Fighting Parkinson’s, and where it all began, part 18

Seven years ago, I began doing the Parkinson’s Recipe for Recovery®. Of course, back then it did not have a name…it was just what I was doing. At the same time, I began keeping a hand-written Parkinson’s Daily Journal. It is time to share my journal with all of you. Here is my October 15, 2009 journal entry, seven years ago today.

“10/15/09. 4:00 up and at ‘em, ha, ha. Started the day by dropping my espresso cup on the kitchen floor. Tile is very unforgiving. Oh, well, I need to pay more attention to what I am doing.

Today is the last day of the 20th year that Sally and I have been married. Every day I love Sally more than the day before. She is my one constant in this ever-changing world.

Once again, I will look at her tomorrow and wish her happy anniversary, and wish there was more I could do for her.

I had black beans and brown rice for lunch. Two hours after lunch I had tremors like last night, bad, bad tremors, and could not sit up.

I discussed this with Sally – maybe the toxin cleansing I am giving my kidneys with the black beans is releasing into my system before leaving. NO black beans tomorrow – let’s see what happens.”

Recently, I was discussing this espresso-dropping issue with a person. I smiled when I read it here in my journal this morning. I explained that a double espresso is about 2.5 ounces and a demitasse cup and saucer are rather small. But, at 4:15am, it seemed like 2.5 gallons of black liquid on a white tile floor. However, this was a big day for me.

Look at my response to dropping the coffee and cup and saucer on the floor: “Oh, well, I need to pay more attention to what I am doing.” This was a major breakthrough. Until this day, when I dropped things, I would get angry with myself and frustrated with myself. If somebody else dropped something, I would say to not worry about it and I would make certain the person was okay.

On this particular morning, finally I had learned the lesson – I needed to be as kind, compassionate, and forgiving with myself as I would have been with anybody else in this particular situation.

I feel the Universe works this way. We keep getting the same lesson again and again and again…UNTIL WE ARE WILLING TO RESPOND IN A DIFFERENT MANNER. After I responded this way to myself, in a kind, compassionate, and forgiving way, the lesson was learned and I did not need to drop anything else.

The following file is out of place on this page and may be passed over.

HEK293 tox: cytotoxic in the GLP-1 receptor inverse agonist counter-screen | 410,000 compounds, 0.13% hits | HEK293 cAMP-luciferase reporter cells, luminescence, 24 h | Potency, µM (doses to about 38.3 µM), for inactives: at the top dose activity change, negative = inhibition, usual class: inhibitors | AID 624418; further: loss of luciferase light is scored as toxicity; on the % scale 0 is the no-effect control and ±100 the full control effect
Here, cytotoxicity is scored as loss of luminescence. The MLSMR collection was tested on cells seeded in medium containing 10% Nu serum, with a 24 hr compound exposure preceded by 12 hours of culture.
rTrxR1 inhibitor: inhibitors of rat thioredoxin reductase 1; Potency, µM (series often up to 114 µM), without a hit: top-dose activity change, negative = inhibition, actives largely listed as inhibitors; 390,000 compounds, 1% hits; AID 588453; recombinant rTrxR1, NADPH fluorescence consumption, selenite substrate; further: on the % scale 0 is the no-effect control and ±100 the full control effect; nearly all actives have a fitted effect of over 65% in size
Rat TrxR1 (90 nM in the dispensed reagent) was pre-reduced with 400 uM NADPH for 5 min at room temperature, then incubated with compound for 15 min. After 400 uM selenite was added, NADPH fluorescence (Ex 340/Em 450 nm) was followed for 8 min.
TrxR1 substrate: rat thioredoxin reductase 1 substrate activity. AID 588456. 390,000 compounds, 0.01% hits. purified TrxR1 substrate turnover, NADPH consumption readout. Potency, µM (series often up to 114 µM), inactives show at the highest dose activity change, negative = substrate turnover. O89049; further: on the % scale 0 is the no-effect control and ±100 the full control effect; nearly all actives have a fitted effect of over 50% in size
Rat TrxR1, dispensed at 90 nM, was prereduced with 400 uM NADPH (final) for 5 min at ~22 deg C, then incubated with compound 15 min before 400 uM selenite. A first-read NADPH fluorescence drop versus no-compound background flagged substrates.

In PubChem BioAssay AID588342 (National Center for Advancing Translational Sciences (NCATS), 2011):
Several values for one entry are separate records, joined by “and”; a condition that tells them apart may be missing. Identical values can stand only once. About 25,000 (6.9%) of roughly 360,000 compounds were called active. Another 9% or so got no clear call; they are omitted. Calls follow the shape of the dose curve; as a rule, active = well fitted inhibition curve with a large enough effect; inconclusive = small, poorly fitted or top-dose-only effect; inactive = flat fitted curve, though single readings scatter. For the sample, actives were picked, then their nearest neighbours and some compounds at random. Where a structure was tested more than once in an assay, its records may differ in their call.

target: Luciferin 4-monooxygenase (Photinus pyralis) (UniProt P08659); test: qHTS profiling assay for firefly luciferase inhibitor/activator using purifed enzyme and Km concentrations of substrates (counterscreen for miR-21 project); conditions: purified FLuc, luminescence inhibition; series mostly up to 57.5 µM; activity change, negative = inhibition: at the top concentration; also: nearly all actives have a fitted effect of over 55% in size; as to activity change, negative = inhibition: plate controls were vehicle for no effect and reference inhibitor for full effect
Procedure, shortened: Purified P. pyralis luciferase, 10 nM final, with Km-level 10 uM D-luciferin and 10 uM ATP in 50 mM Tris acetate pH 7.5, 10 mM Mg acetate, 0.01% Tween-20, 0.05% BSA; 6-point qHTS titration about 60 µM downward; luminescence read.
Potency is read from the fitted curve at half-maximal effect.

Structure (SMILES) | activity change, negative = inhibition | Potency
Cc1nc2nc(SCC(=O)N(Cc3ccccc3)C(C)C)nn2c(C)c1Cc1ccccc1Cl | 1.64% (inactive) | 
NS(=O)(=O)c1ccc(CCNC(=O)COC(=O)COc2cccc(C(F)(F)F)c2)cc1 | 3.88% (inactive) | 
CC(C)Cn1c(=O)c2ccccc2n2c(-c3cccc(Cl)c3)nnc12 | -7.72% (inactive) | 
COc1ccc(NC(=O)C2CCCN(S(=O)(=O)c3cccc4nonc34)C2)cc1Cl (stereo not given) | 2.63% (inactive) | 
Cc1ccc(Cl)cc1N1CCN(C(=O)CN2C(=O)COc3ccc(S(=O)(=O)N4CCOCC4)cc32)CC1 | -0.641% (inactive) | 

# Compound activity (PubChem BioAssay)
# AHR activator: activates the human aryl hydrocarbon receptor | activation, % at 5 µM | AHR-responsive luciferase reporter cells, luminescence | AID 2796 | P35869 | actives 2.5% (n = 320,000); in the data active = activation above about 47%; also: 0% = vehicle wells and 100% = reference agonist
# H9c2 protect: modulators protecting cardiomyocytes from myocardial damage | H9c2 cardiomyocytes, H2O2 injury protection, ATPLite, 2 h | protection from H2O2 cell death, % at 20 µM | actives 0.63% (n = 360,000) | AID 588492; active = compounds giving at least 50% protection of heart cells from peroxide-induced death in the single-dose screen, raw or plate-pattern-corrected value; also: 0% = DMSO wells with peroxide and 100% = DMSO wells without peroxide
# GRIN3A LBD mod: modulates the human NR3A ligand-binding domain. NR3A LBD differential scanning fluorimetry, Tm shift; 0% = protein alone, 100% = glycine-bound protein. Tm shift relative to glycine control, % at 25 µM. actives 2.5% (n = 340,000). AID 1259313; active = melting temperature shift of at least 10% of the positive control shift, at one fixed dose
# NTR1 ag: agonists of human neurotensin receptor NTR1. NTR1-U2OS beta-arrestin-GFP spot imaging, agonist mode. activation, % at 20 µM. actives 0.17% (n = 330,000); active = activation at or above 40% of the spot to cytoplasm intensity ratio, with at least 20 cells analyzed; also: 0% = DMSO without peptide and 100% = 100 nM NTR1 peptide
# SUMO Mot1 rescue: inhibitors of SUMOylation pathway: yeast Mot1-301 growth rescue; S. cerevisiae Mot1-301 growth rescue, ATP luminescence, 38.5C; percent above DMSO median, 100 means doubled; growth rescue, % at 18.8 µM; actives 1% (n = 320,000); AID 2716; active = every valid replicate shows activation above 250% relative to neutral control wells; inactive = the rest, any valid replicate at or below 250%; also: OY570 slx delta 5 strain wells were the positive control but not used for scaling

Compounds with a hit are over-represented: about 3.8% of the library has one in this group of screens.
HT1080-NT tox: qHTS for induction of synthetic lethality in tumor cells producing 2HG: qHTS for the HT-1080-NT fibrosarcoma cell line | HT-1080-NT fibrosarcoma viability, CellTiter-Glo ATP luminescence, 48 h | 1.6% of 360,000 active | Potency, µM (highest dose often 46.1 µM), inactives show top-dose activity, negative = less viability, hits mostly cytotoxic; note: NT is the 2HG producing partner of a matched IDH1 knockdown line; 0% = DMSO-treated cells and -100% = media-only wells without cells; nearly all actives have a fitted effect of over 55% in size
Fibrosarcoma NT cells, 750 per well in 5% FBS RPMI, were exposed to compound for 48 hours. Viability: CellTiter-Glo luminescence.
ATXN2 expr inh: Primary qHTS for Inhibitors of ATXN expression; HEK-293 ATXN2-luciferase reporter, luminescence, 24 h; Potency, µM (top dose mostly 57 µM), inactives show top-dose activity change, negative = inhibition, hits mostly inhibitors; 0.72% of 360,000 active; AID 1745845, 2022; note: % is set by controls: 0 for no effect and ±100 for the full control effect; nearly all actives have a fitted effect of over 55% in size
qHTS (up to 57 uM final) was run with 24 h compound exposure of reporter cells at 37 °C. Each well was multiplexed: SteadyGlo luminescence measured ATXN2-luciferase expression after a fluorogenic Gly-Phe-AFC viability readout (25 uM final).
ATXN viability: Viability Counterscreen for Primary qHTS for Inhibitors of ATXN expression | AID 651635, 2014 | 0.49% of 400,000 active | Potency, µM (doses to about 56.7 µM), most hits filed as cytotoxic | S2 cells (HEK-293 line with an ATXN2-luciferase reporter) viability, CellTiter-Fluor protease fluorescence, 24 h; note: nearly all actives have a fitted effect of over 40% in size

Click here for a reminder on forgiveness, compassion, and transforming anger.

You are worth it!!!

All my best,

Howard

Please note: I will be posting one post per day through the middle of November. If you subscribe to receive email notifications when I post new blog posts and you would prefer to not receive those daily email notifications, simply send me an email at howard@fightingparkinsonsdrugfree.com, and let me know that you do not wish to receive a daily email with a link to each post. I will remove you from the list through the middle of November and add you back on the list after the middle of November. However, I still would recommend you checking the blog on a regular basis as it will contain very useful information for understanding my journey and helping with your journey.

 

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8 Responses to Fighting Parkinson’s, and where it all began, part 18

  1. Kjell Nilsson says:

    Thank you for the espresso on the floor Howard
    It went right home for me
    Thank you again

  2. Tony says:

    Great post it showed that you had a lot of patience and did not allow yourself to get upset at anything just accept it and deal with it with a positive attitude

  3. Chuck R in Ky says:

    Being kind , compassionate and forgiving to ourselves are priceless lessons to learn on our PD journey to 100% recovery.
    For 55 years I didn’t like me. But now with Howard’s help , Self love is a lesson I’m currently learning, I love myself, accept myself more and more every day. I can now look the mirror and love the person I see.

    Peace, Love and Blessings to all

  4. Cap says:

    Yes, you are correct on all points. And, thank you Howard! I’ve “learned” this lesson scores of times before, and was due for a reminder!

  5. Dr. Karen Zilverberg says:

    Dear Howard,

    Today, my husband, Don, was able to button both of his shirt sleeves. He had been able to button one sleeve but not the other sleeve on his own for years before we knew that he was ill.

    He is, daily, going through your recipe and learning another item but he is not yet ready to put it all together. However, the improvements are beginning.

    I see your work and recipe as a precious gift from our Creator.

    Sincerely yours,
    Karen

  6. Veronica Urquhart says:

    Dear Howard….for me it is important to cultivate a sense of contentment in life. This means to acknowledge the ‘perfect life’ we have. It means not waiting for the ‘perfect life’ to arrive but to realise it is the one we have ‘now’. We need to be aware of other people’s agendas that can disturb our sense of peace and contentment but honor their truth, providing they do not compromise our sense of values. It is better to yield to others in things that do not matter and to realise we don’t have to have an opinion about everything. We are not products of pure chance but masters of our own environment and destiny. Having PD for me is to try to be content in spite of it, like dropping the coffee like you dear friend. Thank you Howard for your honesty.

    Veronica 🌱🌺

    • Melanie S says:

      Nicely put Veronica. Thanks Howard. Seems to me there is more to know than there is to do in order to get better. It’s learning a whole new way of being. I’m paying attention to every moment.

  7. Anita in England says:

    This is really helpful and encouraging – being able to see how you gradually learned your lessons, one small step at a time. Thanks.

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